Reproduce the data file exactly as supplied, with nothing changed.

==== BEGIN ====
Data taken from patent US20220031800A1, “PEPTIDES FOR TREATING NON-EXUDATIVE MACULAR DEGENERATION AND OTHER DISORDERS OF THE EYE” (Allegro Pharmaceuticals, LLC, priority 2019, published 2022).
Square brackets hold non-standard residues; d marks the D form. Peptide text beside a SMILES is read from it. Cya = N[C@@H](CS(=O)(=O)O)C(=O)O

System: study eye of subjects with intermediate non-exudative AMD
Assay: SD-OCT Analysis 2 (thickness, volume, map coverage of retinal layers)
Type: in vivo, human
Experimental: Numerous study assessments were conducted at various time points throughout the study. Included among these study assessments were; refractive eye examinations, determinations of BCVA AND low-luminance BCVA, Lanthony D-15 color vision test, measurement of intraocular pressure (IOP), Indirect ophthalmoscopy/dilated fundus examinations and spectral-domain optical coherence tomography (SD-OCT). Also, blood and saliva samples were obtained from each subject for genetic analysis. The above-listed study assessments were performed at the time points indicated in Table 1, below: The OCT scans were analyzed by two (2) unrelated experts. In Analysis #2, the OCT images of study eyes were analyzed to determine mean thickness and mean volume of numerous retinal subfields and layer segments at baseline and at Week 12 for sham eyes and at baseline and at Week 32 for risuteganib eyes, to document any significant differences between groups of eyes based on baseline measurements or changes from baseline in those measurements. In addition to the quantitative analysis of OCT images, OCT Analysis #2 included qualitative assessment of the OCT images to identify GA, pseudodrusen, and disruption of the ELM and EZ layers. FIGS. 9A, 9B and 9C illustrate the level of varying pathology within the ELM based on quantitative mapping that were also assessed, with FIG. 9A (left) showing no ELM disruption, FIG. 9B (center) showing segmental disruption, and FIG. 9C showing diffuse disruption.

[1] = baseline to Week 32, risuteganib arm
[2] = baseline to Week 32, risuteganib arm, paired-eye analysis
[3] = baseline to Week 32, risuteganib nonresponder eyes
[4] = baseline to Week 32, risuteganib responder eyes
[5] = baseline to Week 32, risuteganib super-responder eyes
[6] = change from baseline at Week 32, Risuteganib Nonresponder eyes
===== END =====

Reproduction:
Data taken from patent US20220031800A1, “PEPTIDES FOR TREATING NON-EXUDATIVE MACULAR DEGENERATION AND OTHER DISORDERS OF THE EYE” (Allegro Pharmaceuticals, LLC, priority 2019, published 2022).
Square brackets hold non-standard residues; d marks the D form. Peptide text beside a SMILES is read from it. Cya = N[C@@H](CS(=O)(=O)O)C(=O)O

System: study eye of subjects with intermediate non-exudative AMD
Assay: SD-OCT Analysis 2 (thickness, volume, map coverage of retinal layers)
Type: in vivo, human
Experimental: Numerous study assessments were conducted at various time points throughout the study. Included among these study assessments were; refractive eye examinations, determinations of BCVA AND low-luminance BCVA, Lanthony D-15 color vision test, measurement of intraocular pressure (IOP), Indirect ophthalmoscopy/dilated fundus examinations and spectral-domain optical coherence tomography (SD-OCT). Also, blood and saliva samples were obtained from each subject for genetic analysis. The above-listed study assessments were performed at the time points indicated in Table 1, below: The OCT scans were analyzed by two (2) unrelated experts. In Analysis #2, the OCT images of study eyes were analyzed to determine mean thickness and mean volume of numerous retinal subfields and layer segments at baseline and at Week 12 for sham eyes and at baseline and at Week 32 for risuteganib eyes, to document any significant differences between groups of eyes based on baseline measurements or changes from baseline in those measurements. In addition to the quantitative analysis of OCT images, OCT Analysis #2 included qualitative assessment of the OCT images to identify GA, pseudodrusen, and disruption of the ELM and EZ layers. FIGS. 9A, 9B and 9C illustrate the level of varying pathology within the ELM based on quantitative mapping that were also assessed, with FIG. 9A (left) showing no ELM disruption, FIG. 9B (center) showing segmental disruption, and FIG. 9C showing diffuse disruption.

[1] = baseline to Week 32, risuteganib arm
[2] = baseline to Week 32, risuteganib arm, paired-eye analysis
[3] = baseline to Week 32, risuteganib nonresponder eyes
[4] = baseline to Week 32, risuteganib responder eyes
[5] = baseline to Week 32, risuteganib super-responder eyes
[6] = change from baseline at Week 32, Risuteganib Nonresponder eyes